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French court confirms sentence for Picasso's electrician over hoarded art

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Lyon (AFP)

A French court on Tuesday confirmed the two-year suspended jail terms given to Pablo Picasso's former electrician and his wife, who hoarded 271 of the great painter's works in a garage for four decades.

The verdict by the Lyon court is the latest twist in a decade-long legal saga, which took the couple, who claim the works were a gift, all the way to France's top appeals court.

Pierre and Danielle Le Guennec were first given two-year suspended terms in 2015 after being convicted of possession of stolen goods over the huge trove of works by Picasso, including nine rare Cubist collages and a work from his famous Blue Period.

That verdict was upheld in 2016 by a higher court but then quashed by the Cour de Cassation, which ordered a retrial.

The former electrician, 80, and his wife, 76, were not in court Tuesday when they were found guilty for a third time.

"It is a triumph of truth and marks the end of a cover-up", said Jean-Jacques Neuer, lawyer for Picasso's son Claude Ruiz-Picasso.

He accused Pierre Le Guennec of playing for art dealers "the role that drug mules play in drug-trafficking", alleging that rich art dealers had sought to exploit the couple.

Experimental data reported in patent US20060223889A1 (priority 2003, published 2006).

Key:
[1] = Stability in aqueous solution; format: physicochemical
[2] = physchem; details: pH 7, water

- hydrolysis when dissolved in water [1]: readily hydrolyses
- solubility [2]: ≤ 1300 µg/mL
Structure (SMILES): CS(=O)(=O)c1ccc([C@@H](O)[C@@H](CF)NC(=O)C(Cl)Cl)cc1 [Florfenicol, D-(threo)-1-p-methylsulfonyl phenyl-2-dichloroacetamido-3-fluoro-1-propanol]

The Le Guennecs have always denied stealing the works.

At his original trial Pierre Le Guennec claimed that Picasso had presented him with the artworks towards the end of his life to reward him for his loyal service.

But he later changed his account, telling an appeal court that the works were part of a huge collection that Picasso's widow Jacqueline asked him to conceal after the artist's death in 1973.

Le Guennec said he stored more than a dozen garbage bags of unsigned works which Jacqueline later retrieved, except for one bag which she left him saying: "Keep this, it's for you."

The affair came to light when Pierre Le Guennec attempted to get the works authenticated by Claude Ruiz-Picasso in 2010.

The artist's heirs promptly filed a complaint against him, triggering an investigation.

Commenting on the latest ruling, Neuer said: "If you have 271 works by Picasso and you want to put them on the international market you need a certificate of authenticity.

"If you see the Picasso estate and tell them these works fell from the sky or you picked them up from the bric-a-brac market, there is little chance anyone will believe you."

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